Former cop takes to organic farming after retirement

Prassanan G. at his rooftop farm

Prassanan G. at his rooftop farm  

Prasannan G. took to farming after retirement and finds it a full-time job

Climb up the short flight of steps to the roof of this former cop’s house, and there you have something special.

You are greeted by rows of bulbous ash gourds hanging from vines. Nearby, there are five varieties of lady’s fingers, four types of chillies, five of amaranthus (there’s one which goes by the name ‘American Cheera’ and another that’s called ‘Mayilpeeli Cheera’), and rows and rows of grow bags containing cabbages, cauliflower, brinjal, mustard, tomatoes and even oranges. All of them organically produced.

Since 2014

Prasannan G., former sub-inspector and recipient of the Chief Minister’s Police Medal, walks among the leafy rows. “I took up vegetable farming in 2014, and since then we have never had to look elsewhere for vegetables for the sadya. At the moment, I have vegetables in 250 grow bags,” the resident of Bappuji Nagar, Pongumoodu, explains. For Onam, Mr. Prasannan and his wife Vilola Devi will not have to rely on traders even for rice. Eighty pots of paddy will be ready in two weeks, 40 pots of ‘Uma’ variety and 40, of the pricey ‘Rakthashali’.

“I hope to get 300 to 400 gms from a pot,” he says. Also on the rooftop, Prasannan points out pomegranate, papaya, curry leaves, turmeric, salad cucumber, cardamom, string beans, pumpkin, dragon fruit (a foot-high planting experiment, for now), arrowroot, a young cashew tree and a coconut palm of the dwarf variety. At the ground-level yard, Mr. Prasannan has tubers, including yams and Chinese potato (Koorka).

Mr. Prasannan had decided to pursue farming after his retirement in 2011. His initial attempts were not much of a success. So, in 2014, he contacted R. Raveendran, a farmer in nearby Ulloor who had shot to fame growing incredibly huge yams. “I started using grow bags on Mr. Raveendran’s advice and it increased the yield,” he said. He also attended a course at the farm school run by Mr. Raveendran with Agricultural Technology Management Agency’s help.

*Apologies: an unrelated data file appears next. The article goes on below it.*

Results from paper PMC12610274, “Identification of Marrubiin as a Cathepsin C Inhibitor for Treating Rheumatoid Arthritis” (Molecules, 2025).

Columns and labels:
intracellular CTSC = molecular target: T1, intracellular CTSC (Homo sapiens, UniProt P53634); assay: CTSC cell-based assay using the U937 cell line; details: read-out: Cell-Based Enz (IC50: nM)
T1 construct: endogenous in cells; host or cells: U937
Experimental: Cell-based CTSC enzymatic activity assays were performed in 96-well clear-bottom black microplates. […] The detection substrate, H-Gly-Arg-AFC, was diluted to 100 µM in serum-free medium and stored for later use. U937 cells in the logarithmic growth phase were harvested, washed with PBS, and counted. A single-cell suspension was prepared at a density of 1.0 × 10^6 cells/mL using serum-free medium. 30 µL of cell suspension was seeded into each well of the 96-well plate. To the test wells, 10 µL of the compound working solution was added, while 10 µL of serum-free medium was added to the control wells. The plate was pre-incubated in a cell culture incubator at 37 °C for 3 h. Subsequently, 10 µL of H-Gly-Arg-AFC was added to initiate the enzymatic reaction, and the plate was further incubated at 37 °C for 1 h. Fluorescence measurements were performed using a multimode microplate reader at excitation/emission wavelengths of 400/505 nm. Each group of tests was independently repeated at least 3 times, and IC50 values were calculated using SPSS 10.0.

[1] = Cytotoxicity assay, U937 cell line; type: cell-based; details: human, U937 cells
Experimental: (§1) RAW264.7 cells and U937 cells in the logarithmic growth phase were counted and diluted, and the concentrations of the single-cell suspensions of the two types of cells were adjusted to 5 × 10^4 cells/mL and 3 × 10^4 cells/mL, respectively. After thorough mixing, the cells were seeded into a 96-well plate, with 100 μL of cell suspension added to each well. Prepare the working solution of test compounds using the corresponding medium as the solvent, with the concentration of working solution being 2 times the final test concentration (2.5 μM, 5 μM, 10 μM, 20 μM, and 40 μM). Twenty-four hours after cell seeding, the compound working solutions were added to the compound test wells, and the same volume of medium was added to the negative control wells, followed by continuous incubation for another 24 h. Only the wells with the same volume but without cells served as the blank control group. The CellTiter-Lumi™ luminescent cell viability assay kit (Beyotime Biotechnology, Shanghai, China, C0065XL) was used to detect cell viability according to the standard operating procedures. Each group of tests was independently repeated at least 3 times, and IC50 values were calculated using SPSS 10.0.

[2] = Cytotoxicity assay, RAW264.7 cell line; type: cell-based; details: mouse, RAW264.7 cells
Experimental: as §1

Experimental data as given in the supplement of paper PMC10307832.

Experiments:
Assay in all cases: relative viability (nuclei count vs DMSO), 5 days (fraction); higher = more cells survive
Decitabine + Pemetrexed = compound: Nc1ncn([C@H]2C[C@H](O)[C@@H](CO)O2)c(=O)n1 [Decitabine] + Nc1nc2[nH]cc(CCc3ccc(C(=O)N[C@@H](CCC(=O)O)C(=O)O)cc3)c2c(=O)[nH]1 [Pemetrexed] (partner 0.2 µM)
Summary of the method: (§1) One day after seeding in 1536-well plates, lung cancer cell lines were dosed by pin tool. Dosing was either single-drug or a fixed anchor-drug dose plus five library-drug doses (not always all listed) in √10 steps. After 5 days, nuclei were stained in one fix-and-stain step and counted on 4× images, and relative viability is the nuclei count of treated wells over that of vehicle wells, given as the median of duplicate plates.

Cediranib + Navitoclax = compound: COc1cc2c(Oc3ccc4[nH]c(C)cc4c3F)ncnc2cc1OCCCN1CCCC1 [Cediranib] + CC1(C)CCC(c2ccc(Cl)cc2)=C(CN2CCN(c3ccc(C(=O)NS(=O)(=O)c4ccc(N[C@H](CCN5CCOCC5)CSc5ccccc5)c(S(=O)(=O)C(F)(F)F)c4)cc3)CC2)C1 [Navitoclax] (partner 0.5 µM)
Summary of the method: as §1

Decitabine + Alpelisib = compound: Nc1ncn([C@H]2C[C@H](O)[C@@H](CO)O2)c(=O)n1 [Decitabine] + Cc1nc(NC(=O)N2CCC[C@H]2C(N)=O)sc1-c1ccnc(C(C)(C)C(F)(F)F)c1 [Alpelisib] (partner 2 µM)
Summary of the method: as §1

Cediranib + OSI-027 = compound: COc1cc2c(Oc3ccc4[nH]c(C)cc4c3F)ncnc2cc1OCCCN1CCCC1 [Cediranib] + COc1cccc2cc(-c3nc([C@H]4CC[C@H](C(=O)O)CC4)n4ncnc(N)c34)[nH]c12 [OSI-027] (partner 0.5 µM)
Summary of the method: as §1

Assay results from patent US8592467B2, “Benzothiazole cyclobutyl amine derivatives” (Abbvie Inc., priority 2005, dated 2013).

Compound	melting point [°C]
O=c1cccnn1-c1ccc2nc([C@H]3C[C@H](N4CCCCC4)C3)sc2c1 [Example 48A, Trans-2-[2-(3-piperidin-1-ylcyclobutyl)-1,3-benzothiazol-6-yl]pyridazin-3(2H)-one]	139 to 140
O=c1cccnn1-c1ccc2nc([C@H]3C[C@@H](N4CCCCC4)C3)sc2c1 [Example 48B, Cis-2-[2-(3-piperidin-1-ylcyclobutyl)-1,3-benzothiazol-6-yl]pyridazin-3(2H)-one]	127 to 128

Mr. Prasannan begins his routine at 7 a.m. with a visit to his rooftop farm to water the crops and check for pests. A second visit is at 4 p.m. to change grow bags and plant new saplings. Farming, he says, is a full-time job.

A letter from the Editor

Dear reader,

We have been keeping you up-to-date with information on the developments in India and the world that have a bearing on our health and wellbeing, our lives and livelihoods, during these difficult times. To enable wide dissemination of news that is in public interest, we have increased the number of articles that can be read free, and extended free trial periods. However, we have a request for those who can afford to subscribe: please do. As we fight disinformation and misinformation, and keep apace with the happenings, we need to commit greater resources to news gathering operations. We promise to deliver quality journalism that stays away from vested interest and political propaganda.

Support Quality Journalism
Recommended for you
This article is closed for comments.
Please Email the Editor

Printable version | Jun 3, 2020 6:01:10 AM |

Next Story